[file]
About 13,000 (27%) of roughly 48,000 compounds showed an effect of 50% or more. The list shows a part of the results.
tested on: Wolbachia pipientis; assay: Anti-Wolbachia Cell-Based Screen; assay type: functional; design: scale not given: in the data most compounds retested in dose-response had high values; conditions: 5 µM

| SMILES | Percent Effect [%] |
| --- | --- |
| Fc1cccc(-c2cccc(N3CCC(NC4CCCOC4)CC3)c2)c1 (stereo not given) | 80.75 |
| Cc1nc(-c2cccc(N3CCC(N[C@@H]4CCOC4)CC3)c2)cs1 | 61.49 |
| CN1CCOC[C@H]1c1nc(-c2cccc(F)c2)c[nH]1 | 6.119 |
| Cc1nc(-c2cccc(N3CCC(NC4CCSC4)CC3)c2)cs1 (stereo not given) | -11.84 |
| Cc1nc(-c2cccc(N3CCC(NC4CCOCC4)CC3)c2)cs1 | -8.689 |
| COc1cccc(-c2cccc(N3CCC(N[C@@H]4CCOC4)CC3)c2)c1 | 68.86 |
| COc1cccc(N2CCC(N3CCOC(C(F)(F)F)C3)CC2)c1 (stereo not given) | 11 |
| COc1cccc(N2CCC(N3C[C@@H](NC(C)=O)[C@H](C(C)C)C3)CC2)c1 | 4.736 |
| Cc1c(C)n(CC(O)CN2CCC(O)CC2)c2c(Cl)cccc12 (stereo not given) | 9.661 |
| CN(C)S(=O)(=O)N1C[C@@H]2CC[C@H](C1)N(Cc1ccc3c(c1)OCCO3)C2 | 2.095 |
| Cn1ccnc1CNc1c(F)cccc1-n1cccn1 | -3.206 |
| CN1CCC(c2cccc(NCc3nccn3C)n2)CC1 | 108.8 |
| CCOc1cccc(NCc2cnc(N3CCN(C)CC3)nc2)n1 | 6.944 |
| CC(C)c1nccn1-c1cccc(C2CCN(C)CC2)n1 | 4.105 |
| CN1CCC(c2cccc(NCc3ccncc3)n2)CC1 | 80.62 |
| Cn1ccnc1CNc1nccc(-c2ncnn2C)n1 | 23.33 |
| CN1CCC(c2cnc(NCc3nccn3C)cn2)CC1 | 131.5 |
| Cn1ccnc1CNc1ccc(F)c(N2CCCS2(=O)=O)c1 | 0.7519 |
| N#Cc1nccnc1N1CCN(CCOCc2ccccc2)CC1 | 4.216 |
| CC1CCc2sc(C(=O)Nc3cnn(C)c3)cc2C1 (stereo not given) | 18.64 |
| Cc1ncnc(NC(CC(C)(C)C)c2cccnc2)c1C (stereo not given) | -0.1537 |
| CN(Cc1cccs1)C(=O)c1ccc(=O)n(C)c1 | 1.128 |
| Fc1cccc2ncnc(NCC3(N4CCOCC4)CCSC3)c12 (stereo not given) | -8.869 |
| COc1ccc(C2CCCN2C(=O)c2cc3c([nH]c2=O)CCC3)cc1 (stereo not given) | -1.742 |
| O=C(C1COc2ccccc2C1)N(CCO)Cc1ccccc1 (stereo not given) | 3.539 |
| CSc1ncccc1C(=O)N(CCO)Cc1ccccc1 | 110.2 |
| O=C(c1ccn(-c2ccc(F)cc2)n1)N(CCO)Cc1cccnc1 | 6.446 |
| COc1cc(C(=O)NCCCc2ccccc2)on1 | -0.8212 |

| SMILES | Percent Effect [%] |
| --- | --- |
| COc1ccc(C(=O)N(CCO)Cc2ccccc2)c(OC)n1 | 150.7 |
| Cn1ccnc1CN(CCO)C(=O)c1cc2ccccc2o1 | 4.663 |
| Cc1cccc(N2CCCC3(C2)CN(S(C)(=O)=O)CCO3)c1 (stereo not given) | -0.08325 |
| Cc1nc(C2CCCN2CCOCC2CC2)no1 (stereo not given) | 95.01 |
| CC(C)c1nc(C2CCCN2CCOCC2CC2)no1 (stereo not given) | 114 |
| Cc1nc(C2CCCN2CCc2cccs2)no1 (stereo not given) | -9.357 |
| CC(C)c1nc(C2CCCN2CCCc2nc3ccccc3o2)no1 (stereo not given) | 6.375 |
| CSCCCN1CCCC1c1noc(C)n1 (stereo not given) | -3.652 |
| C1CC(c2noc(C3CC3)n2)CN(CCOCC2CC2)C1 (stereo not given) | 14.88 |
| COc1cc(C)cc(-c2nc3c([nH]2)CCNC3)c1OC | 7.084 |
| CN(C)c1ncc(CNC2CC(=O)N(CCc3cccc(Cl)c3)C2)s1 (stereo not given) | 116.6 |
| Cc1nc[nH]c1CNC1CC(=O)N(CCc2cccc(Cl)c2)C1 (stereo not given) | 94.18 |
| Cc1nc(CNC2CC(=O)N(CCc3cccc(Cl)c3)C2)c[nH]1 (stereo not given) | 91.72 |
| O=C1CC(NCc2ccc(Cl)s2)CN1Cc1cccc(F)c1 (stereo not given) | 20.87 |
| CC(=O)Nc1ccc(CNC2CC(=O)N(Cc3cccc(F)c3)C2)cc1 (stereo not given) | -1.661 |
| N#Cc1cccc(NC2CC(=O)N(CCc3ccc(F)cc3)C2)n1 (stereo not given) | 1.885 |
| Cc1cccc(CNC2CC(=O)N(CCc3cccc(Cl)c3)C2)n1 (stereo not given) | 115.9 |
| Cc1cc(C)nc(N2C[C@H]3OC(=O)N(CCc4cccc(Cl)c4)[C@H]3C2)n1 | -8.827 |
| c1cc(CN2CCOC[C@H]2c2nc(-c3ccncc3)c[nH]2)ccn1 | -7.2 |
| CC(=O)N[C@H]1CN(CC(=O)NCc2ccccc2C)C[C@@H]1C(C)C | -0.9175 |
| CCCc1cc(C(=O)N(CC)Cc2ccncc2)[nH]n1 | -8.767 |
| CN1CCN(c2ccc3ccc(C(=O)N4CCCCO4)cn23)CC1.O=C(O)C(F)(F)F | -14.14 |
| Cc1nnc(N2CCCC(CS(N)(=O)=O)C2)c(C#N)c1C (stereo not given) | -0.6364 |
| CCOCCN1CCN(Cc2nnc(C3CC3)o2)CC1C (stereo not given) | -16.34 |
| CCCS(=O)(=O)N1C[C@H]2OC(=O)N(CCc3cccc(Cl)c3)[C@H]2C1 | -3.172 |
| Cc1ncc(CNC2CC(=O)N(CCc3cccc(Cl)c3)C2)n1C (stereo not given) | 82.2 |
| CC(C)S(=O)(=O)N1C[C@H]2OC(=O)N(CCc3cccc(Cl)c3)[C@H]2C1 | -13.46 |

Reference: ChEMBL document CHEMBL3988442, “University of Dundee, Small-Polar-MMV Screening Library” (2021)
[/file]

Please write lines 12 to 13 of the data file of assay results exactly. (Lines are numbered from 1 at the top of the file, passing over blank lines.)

| COc1cccc(N2CCC(N3C[C@@H](NC(C)=O)[C@H](C(C)C)C3)CC2)c1 | 4.736 |
| Cc1c(C)n(CC(O)CN2CCC(O)CC2)c2c(Cl)cccc12 (stereo not given) | 9.661 |